Our loving Father may be allowing pain or suffering or loss in order to get our attention.  He might be allowing trials in order to build maturity (read the book of James).  He might allow it in order to teach us obedience, or to teach us to trust.  He might be pruning our lives in order to increase our potential for His service by changing our attitudes.  He might be teaching us dependence on Him because this will ultimately strengthen our faith.  He might be using the discipline of pain to purify us, or to allow us the privilege of demonstrating His sustaining power to the world.  He might be teaching us character and endurance.  These are only some of the reasons why God might allow disciplines and trials in our lives.  He may not be as much concerned with the physical circumstances of our lives as He is with our response.   He may be more concerned with our relationship to Him than with the temporal things that surround us.

My own natural response to pain over much of the course of my life has been to try to deny it.  I would go into stoic mode, and refuse to feel my pain; just keep putting one foot in front of the other.  I told myself that if I don’t allow myself to feel it, I can get through it.  That is how I have managed in the past to get through periods of time that I felt were too hard to experience otherwise.  Gradually I learned that this is not the best way to handle it, and I have learned to go through my pain, to feel it instead of retreating into stoicism.   It is not easy, but it is the healthiest solution.  I am now aware of the danger of what happens when you ignore your pain and make yourself go numb.  Sometimes it is very difficult, after the problem is over, to be able to come back to life and resume feeling.  The numbness becomes the norm, and life becomes flat, without any highs or lows to keep us human.  Bottled up feelings churn away inside, and we end up like Dr. Brand’s lepers, with corruption and decay setting in and making us very sick, indeed.   Somehow we have to come to terms with our fear and anger and feelings of hopelessness, and learn how to find trust and hope in the Lord.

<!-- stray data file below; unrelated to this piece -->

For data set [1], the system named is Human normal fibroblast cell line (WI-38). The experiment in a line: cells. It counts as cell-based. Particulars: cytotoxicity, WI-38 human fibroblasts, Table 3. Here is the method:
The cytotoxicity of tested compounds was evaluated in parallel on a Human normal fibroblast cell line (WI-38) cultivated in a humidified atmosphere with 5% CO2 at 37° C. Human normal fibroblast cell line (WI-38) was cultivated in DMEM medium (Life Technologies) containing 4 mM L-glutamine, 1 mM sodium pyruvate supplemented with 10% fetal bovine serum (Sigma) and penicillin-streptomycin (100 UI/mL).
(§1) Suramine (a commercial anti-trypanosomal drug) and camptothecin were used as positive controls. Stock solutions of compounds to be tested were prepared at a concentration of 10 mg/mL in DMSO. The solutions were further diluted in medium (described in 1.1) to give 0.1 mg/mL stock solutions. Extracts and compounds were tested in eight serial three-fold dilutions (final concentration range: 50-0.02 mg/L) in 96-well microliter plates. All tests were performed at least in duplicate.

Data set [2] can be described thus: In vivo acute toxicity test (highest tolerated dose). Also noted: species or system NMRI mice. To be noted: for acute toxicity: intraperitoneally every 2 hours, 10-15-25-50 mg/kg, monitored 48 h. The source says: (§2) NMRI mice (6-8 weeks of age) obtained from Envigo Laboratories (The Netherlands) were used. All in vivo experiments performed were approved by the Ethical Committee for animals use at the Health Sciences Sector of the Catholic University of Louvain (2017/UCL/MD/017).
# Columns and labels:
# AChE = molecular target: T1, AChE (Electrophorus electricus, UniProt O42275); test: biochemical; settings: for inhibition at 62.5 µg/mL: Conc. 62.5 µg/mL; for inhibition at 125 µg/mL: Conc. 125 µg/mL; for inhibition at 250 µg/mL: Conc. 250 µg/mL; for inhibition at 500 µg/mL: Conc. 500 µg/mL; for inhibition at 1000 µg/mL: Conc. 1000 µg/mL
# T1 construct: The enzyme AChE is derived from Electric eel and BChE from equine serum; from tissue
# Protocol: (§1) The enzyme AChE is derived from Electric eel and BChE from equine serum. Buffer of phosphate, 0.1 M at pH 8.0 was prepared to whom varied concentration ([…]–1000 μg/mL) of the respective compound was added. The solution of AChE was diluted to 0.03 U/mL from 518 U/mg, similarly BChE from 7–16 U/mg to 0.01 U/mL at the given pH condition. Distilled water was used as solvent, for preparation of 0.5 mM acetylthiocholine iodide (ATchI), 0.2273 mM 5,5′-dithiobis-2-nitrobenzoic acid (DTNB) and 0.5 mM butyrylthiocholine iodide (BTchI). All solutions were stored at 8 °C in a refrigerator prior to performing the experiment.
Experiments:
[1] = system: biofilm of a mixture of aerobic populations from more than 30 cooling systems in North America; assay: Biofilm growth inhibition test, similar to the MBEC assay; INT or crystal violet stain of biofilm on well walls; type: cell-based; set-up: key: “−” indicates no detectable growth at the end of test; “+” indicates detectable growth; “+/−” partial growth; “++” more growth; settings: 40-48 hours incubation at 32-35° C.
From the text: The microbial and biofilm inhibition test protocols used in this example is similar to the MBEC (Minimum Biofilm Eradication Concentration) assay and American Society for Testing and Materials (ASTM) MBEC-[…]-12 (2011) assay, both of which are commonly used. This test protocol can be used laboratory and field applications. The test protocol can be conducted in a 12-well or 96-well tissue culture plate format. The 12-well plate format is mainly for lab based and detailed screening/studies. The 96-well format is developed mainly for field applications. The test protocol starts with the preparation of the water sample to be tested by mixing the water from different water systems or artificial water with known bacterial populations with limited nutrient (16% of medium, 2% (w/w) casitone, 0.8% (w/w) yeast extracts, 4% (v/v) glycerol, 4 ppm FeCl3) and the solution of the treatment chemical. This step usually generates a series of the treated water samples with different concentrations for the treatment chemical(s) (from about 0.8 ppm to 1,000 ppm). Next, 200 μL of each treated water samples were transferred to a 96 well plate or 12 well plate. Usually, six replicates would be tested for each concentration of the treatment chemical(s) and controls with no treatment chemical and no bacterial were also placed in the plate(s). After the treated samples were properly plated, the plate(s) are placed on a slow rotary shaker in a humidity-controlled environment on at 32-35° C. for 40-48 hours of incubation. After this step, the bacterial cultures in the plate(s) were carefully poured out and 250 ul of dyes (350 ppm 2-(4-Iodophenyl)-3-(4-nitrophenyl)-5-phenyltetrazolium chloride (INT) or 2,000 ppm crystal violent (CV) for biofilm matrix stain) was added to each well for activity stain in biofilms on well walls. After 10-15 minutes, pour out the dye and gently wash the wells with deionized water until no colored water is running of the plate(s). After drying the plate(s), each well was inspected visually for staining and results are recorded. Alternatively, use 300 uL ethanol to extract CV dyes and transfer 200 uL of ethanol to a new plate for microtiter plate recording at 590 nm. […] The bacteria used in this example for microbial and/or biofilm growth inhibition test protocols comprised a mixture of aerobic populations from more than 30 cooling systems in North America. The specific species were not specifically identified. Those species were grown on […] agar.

This is why it is such a blessing to remember that no matter what happens, we don’t have to go through it alone.  Believers have the presence of the Holy Spirit within us to keep us in constant communication with the Father.  We have the promise of perfect justice and hope of eternal life in front of us.  We have the sure knowledge of God’s love for us, in spite of circumstances, because we know the character of God.  We know that nothing is able to separate us from the love of God and that what happens to us now is just a tiny blip in the light of eternity. It doesn’t make our present pain easier, but it gives us hope enough to get through the trials of life and come out stronger.

2 comments for “Why Pain? Why Me?

  1. July 19, 2011 at 3:15 PM

    This so touched my heart Barbara, thanks for sharing it!

  2. Cheryl Sell
    July 19, 2011 at 5:20 PM

    Thank you for writing this article about why God would allow suffering. I am dealing with Lyme disease, and the frustrations that go along with it in trying to find a Dr. that will not only accept my insurances (Medicare and Medicaid), but also find a Dr. that will keep treating me with antibiotics longer than 30 days ( I contracted the Lyme from an infected tick, but did not get diagnosed until a year later). Most Drs. will refuse to treat a Lyme patient for over 30 days—and that is the problem, you see. If you have had Lyme in your body for longer than a few weeks, like I have, then the Lyme has already begun to “entrench” itself in your body, and 30 days will not kill the Lyme. I am really having a hard time with the subject of fear concerning this disease. I know that as a Christian, I shouldn’t be afraid to die, but I am and I can’t get past this. That is when writings like this really help me to come back to the fact that God is Lord—no matter what may happen to me—He is still in control. Thank you for those words.